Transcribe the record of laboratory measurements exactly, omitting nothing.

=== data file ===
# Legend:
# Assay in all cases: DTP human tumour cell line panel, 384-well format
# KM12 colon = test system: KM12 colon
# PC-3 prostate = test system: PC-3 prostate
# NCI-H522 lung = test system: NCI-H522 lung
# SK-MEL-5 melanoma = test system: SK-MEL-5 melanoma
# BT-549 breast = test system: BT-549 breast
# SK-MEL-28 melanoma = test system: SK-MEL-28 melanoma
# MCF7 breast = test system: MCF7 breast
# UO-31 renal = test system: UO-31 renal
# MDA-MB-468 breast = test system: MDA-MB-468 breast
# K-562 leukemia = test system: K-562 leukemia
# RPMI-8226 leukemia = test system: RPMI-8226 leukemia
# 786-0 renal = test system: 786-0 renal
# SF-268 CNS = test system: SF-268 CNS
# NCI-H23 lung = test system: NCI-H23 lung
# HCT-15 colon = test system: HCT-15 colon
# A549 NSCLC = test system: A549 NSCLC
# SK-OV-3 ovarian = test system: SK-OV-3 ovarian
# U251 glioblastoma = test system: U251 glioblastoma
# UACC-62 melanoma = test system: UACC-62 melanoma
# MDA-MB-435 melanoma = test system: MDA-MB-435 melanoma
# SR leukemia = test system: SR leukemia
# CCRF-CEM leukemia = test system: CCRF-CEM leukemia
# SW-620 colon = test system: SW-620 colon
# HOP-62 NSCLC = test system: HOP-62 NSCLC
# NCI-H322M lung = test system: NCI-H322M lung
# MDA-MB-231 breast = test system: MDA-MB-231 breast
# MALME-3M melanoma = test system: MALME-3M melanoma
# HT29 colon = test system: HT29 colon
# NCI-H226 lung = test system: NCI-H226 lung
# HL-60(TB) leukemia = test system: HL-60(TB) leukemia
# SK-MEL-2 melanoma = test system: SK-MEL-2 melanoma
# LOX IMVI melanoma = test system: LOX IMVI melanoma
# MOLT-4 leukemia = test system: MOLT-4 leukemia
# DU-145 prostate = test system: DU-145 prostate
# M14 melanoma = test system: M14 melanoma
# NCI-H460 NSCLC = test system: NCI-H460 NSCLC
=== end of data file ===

# Legend:
# Assay in all cases: DTP human tumour cell line panel, 384-well format
# KM12 colon = test system: KM12 colon
# PC-3 prostate = test system: PC-3 prostate
# NCI-H522 lung = test system: NCI-H522 lung
# SK-MEL-5 melanoma = test system: SK-MEL-5 melanoma
# BT-549 breast = test system: BT-549 breast
# SK-MEL-28 melanoma = test system: SK-MEL-28 melanoma
# MCF7 breast = test system: MCF7 breast
# UO-31 renal = test system: UO-31 renal
# MDA-MB-468 breast = test system: MDA-MB-468 breast
# K-562 leukemia = test system: K-562 leukemia
# RPMI-8226 leukemia = test system: RPMI-8226 leukemia
# 786-0 renal = test system: 786-0 renal
# SF-268 CNS = test system: SF-268 CNS
# NCI-H23 lung = test system: NCI-H23 lung
# HCT-15 colon = test system: HCT-15 colon
# A549 NSCLC = test system: A549 NSCLC
# SK-OV-3 ovarian = test system: SK-OV-3 ovarian
# U251 glioblastoma = test system: U251 glioblastoma
# UACC-62 melanoma = test system: UACC-62 melanoma
# MDA-MB-435 melanoma = test system: MDA-MB-435 melanoma
# SR leukemia = test system: SR leukemia
# CCRF-CEM leukemia = test system: CCRF-CEM leukemia
# SW-620 colon = test system: SW-620 colon
# HOP-62 NSCLC = test system: HOP-62 NSCLC
# NCI-H322M lung = test system: NCI-H322M lung
# MDA-MB-231 breast = test system: MDA-MB-231 breast
# MALME-3M melanoma = test system: MALME-3M melanoma
# HT29 colon = test system: HT29 colon
# NCI-H226 lung = test system: NCI-H226 lung
# HL-60(TB) leukemia = test system: HL-60(TB) leukemia
# SK-MEL-2 melanoma = test system: SK-MEL-2 melanoma
# LOX IMVI melanoma = test system: LOX IMVI melanoma
# MOLT-4 leukemia = test system: MOLT-4 leukemia
# DU-145 prostate = test system: DU-145 prostate
# M14 melanoma = test system: M14 melanoma
# NCI-H460 NSCLC = test system: NCI-H460 NSCLC